Renault-Nissan Plans Autonomous Drive Technology Assault For The Next 4 Years
Like electric vehicles, autonomous driving technology has grown quite impressively since its initial introduction to the world. Now every manufacturer is in a hurry to develop and produce the next best level of autonomous technology. Now Renault-Nissan has announced that it is about to flood the market in full force, promising to hit a goal of launching more than ten different vehicles with autonomous capabilities in the next four years, with the primary markets being the U.S., Europe, Japan, and China.
The goal is to include this technology with mainstream cars without increasing the price to the point that the cars are unaffordable. Carlos Ghosn, Renault-Nissan’s chairman and CEO said, “Renault-Nissan Alliance is deeply committed to the twin goals of ’zero emissions and zero fatalities. That’s why we are developing autonomous driving and connectivity for mass-market, mainstream vehicles on three continents.”
Reducing Fatalities and Emissions has been a huge success for the Alliance so far, with almost 300,000 all electric vehicles sold in the last six years, and a drastic drop in fatal and serious accidents in Nissan and Renault vehicles. Sometime this year, the alliance plans to improve on that success by introducing “single-lane” control – an autonomous feature that should bring autonomous highway driving to the masses.
The technology will allow cars to navigate within one lane and automatically steer around bends, while controlling the throttle and brakes automatically to accommodate changes in traffic. Come 2018, “multiple-lane control” should allow Renault and Nissan cars to change lanes and negotiate traffic even better. One 2020 hits, the alliance plans to debut “intersection autonomy” that will allow properly equipped cars to navigate through cities and heavy traffic without the need for driver input.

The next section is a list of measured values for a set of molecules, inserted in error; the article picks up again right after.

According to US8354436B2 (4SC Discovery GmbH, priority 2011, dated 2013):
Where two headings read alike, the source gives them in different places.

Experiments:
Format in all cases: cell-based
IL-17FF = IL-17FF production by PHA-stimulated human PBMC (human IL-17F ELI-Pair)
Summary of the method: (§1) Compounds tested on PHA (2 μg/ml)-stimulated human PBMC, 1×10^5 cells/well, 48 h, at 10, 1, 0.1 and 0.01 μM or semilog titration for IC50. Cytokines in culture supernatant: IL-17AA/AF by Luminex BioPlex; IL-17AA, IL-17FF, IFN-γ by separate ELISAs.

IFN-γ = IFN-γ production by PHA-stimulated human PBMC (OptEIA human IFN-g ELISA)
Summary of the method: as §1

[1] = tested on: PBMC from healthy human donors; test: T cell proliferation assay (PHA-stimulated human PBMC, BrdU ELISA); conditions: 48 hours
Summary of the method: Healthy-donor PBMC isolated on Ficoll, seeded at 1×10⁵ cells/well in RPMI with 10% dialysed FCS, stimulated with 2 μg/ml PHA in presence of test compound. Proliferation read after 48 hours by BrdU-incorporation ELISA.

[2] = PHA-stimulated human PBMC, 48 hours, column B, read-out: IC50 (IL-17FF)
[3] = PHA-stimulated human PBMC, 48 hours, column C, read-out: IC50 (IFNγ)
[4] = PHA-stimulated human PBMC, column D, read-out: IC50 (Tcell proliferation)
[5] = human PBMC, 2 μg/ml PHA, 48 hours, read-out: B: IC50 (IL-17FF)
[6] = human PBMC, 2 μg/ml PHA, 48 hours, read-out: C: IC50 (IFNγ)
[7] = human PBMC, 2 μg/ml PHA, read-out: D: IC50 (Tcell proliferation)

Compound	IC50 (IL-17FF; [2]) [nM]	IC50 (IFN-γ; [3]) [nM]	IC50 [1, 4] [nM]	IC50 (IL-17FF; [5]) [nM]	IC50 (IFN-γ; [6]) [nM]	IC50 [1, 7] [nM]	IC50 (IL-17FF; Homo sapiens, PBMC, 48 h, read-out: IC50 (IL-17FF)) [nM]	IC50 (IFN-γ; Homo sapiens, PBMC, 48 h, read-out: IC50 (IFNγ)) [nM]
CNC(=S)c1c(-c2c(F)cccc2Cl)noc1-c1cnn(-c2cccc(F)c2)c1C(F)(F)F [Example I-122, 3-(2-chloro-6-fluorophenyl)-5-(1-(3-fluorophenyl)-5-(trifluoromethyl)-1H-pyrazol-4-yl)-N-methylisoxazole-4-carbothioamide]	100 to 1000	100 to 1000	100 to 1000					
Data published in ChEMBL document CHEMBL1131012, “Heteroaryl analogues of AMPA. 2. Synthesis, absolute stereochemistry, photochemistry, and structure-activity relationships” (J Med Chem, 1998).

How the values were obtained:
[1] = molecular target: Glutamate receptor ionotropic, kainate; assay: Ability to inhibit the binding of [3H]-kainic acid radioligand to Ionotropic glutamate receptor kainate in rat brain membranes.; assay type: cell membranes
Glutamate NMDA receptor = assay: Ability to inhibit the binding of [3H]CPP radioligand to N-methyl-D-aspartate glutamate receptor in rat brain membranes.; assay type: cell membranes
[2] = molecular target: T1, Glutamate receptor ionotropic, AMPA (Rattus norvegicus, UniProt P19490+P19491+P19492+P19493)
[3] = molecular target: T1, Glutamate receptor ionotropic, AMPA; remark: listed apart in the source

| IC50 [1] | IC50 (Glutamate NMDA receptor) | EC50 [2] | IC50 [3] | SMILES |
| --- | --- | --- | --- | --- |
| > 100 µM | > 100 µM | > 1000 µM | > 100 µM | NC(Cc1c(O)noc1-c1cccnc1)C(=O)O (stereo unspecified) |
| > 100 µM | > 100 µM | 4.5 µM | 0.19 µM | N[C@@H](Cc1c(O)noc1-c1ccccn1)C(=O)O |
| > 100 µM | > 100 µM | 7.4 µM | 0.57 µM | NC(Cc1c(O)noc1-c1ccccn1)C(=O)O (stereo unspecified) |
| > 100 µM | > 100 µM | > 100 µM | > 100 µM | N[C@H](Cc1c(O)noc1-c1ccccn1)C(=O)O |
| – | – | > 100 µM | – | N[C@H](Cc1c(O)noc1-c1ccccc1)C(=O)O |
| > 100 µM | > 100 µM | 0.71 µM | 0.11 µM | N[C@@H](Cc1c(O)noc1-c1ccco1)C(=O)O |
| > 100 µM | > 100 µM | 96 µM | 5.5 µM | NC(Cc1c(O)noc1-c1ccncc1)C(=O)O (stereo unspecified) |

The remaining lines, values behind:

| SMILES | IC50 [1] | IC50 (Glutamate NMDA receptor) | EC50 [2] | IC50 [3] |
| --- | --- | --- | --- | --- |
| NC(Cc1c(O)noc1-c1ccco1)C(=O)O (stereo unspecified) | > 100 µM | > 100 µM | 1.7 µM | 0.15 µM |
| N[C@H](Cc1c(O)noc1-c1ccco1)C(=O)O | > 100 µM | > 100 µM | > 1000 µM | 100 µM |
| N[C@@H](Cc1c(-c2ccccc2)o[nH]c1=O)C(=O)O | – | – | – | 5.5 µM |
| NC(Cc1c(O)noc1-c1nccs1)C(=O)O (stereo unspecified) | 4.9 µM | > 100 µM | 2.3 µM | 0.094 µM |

Continue reading for the full story.
Why it matters
In addition to all of this autonomous development, and the promises to bring it sooner than later, Renault-Nissan also announced the future release of a new mobile app. The mobile app will allow remote interaction with properly equipped cars. In 2017, it will build on that system further and launch an “Alliance Multimedia System,” which will provide better smartphone integration, and map updates. In 2018, the Alliance plans to support a new “Virtual Assistant” feature with its Alliance Connectivity and Internet of Things platform.
All of this news from the Renault-Nissan alliance is great, but I’m still a little skeptical. That technology will be great to have, but rushing such a thing could lead to more problems than gains, if it isn’t perfected before it is released. I understand the want to be the first to introduce this technology to mass-market cars, but it seems to me that the alliance is aiming to have fully autonomous cars a bit too soon. There are sure to be security flaws that have yet to be realized, which could bring serious danger if left unchecked. All this autonomous technology will run off of various sensors and cameras. A smart hacker with the ability to disrupt these sensors could easily cause a major problem for a lot of cars at once if they are running in autonomous mode. Just food for thought, but a very real potential for disaster.